"Ray, when he got his TV deal, said he'd like to help out his pals with a welfare fund for the Guild," he said patiently. "From time to time, he offered to give money to the Guild, but the Guild attorney said that wouldn't be right. Well, I opened up a magazine to be a voice for fight managers. Then we went out and hustled ads like any other magazine, and if a guy like Ray was doin' good, we sold him a bill of goods that if he was doin' good he should take ads. We gave him full-page ads, we did, and he was only new. He was competin' with the IBC. We told him every manager and boxin' writer would get a free copy. At that time, he was havin' difficulty gettin' talent, and you have to let people know you're in business. This was the only magazine that reached the boxin' game. Arcel could afford to pay more for the ads, and it meant more to him than, say, the manufacturer of Pabst beer because it got to the fight managers. It was a trade magazine. It was in the business."
Did Daly have any idea who slugged Arcel on the head with a lead pipe?
"Couldn't even offer an idea of what caused it," said Daly, relighting the cigar. "The magazine is gonna be in business again," he confided. "And naturally I'm gonna sell everyone who wants to take an ad that they can take it off their income taxes. We don't know who's, gonna be on the editorial board, but the magazine may be so hot this time they may not wanna go in.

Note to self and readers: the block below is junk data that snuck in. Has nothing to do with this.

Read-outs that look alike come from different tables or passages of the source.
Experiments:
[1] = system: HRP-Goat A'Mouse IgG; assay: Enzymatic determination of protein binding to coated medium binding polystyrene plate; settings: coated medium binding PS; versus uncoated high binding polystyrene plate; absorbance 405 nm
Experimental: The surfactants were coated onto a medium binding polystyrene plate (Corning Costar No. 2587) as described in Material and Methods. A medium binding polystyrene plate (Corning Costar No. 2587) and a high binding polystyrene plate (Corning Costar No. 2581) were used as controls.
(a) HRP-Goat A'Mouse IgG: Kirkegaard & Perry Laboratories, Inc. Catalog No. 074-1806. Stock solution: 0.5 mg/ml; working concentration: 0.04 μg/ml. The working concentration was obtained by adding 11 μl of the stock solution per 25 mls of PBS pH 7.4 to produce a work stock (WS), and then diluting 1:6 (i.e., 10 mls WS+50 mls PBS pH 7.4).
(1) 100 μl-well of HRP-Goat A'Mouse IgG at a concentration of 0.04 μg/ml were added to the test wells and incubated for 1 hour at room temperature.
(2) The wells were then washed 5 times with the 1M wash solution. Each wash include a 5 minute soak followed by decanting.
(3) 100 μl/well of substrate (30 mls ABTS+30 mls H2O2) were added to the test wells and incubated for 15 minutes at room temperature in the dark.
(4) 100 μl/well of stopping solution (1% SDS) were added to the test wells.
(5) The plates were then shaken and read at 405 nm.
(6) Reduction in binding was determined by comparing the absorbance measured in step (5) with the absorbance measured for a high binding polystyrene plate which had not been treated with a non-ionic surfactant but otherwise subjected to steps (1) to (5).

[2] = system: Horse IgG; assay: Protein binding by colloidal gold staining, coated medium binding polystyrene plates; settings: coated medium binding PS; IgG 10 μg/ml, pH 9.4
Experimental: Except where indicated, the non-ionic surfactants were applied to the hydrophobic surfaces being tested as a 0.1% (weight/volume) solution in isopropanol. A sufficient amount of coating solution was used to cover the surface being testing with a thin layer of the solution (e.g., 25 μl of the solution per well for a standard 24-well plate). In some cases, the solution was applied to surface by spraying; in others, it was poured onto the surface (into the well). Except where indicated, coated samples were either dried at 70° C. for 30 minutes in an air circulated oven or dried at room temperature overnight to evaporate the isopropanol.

"I'm gonna expose people—phonies!" Daly shouted, waving the cigar around. "The holier-than-thou guys! You can put Dan Parker's name down there. But we'll have to put him off until we get ready for him. Can he take it like I did under his barrage of malicious lies? I will only have to stick to the truth to expose this character!" Daly yelled. "He will holler like a thief—because he can't take it!"